What About the Murder of Justin Patterson (22 and Black)?
FlaglerLive | April 27, 2012
Justin Patterson’s murder hasn’t elicited marches, protest, notice on Nancy Grace or Anderson Cooper, or hardly any media until the New York Times front-paged the story on Thursday.
It goes like this. Patterson is 22. Was 22. His brother Sha’von was 18 at the time. They’re black. Sixteen months ago the pair went to a friend’s house in Georgia. An 18-year-old girl, who also had a friend there. The girls are white. The quartet split off into pairs, each in a room, had sex, smoked marijuana.
It was all happening under Norman Neesmith’s roof. Norman Neesmith is a 61-year-old ex-school bus driver. He took in his niece when she was very young. She had a black father. His pool in his backyard was open to white and black children, in a county with a terrible history of segregation (No black Miss Vidalia Onion for that county, ever). That night he heard a noise in his trailer. He grabbed a .22 caliber gun, which he kept by his bedside. Most people in that area of Georgia keep guns in their home. He discovered the boys with the girls, one of whom was 14, not 18, as she had told the boys (there could be rape charges, and drug charges). There was an argument between Neesmith and the boys, and a struggle with Justin, though they were unarmed. While Justin’s younger brother was struggling to open the door, Justin shoved Neesmith, who fell, and fired. One shot hit Justin. As the boys ran out into the night, he fired again, allegedly as a warning. By then Justin had fallen in the yard, where he would bleed to death.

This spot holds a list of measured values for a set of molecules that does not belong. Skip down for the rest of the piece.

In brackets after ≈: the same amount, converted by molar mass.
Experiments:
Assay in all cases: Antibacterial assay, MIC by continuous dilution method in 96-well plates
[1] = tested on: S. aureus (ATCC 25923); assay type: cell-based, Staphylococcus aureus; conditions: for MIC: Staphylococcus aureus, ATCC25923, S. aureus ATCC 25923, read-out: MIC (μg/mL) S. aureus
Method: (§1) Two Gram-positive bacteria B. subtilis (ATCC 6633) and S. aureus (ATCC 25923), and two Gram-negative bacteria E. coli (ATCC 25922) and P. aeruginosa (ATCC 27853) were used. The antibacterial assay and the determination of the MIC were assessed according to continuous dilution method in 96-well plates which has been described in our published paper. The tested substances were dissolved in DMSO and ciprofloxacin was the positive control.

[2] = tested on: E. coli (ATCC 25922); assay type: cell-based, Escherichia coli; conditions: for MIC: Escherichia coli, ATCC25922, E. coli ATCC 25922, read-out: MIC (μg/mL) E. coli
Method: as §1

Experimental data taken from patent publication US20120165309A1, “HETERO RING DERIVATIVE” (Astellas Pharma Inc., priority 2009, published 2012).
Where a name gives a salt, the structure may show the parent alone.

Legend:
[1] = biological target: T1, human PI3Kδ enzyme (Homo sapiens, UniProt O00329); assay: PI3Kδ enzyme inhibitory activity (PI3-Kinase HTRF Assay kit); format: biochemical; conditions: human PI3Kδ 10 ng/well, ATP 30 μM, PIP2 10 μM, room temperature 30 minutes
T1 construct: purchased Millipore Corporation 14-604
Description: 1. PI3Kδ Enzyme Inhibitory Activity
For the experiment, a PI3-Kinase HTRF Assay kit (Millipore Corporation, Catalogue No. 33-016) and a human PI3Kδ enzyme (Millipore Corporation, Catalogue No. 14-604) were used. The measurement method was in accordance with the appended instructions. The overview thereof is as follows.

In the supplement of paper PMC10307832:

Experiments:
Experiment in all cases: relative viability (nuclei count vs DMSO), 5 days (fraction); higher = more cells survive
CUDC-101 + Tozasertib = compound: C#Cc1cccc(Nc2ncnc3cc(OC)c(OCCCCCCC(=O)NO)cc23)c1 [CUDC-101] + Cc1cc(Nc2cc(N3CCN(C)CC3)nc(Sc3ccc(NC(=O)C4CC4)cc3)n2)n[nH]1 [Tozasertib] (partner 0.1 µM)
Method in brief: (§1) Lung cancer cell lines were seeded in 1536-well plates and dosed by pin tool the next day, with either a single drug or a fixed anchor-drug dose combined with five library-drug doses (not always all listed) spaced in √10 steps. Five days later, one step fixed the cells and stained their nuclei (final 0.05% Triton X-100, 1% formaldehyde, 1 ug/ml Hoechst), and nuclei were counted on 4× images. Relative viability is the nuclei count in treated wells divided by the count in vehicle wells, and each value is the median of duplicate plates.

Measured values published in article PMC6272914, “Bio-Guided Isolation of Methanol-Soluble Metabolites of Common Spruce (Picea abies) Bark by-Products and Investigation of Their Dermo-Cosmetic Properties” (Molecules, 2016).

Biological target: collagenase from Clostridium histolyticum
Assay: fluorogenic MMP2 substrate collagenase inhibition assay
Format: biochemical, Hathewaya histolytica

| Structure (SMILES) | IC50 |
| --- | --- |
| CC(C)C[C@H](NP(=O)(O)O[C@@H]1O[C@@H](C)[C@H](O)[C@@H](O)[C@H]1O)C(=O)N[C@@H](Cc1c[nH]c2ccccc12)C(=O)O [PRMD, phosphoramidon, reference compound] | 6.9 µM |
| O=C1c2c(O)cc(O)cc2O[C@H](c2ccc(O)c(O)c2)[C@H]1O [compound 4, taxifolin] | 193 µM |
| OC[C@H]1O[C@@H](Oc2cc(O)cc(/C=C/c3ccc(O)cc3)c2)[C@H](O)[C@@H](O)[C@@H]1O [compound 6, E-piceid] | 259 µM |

Neesmith was arrested and charged with murder, false imprisonment and aggravated assault, but on Thursday (April 27) he pleaded guilty to involuntary manslaughter and reckless conduct. He might serve in a special detention program for a year. But no jail time.
From The Times: “Although the facts surrounding the case in Florida and the case in Georgia are quite different, both involve a claim of legally sanctioned self-defense, a dead young black man and, for the Pattersons and the Martins, deep concern that race played a role in the deaths of their sons. […] Still, like so many other crimes where race might be a factor, this one is not so clear-cut. Mr. Neesmith says he felt threatened. He says he aches for the parents but believes none of this would have happened if the young men had not been in his house when they should not have been. “I think about it every day. It’s the worst thing I’ve ever been through,” Mr. Neesmith said as he stood in the doorway of his home. “In two minutes it just went bad. If you ain’t never shot nobody, you don’t want to do it, I’m telling you.” […]
“At Justin Patterson’s grave, his mother shakes her head. She visited with her son’s preschool-age daughter, whom the Pattersons, though divorced, are helping to raise. She says things simply do not add up. What made the district attorney change course? And how could her son, who was not even 5-foot-7 and perhaps 120 pounds, be such a threat to Mr. Neesmith, who is 6-foot-2 and 240 pounds? “If he had just asked them to get out of his house, they would have,” she said. “They are mannerable boys. He took a life he didn’t have to take.” Julius Patterson, who works maintaining soda vending machines, sees Mr. Neesmith around town. “At the end of the day, really we wouldn’t have gotten a fair trial because everyone knows him,” he said. Sha’von Patterson is so troubled he can barely speak about the shooting. His older brother was watching out for him to the end, just as his mother had told him to all his life. His death changed everything. “It made me grow up and realize you can leave this earth anytime,” he said.”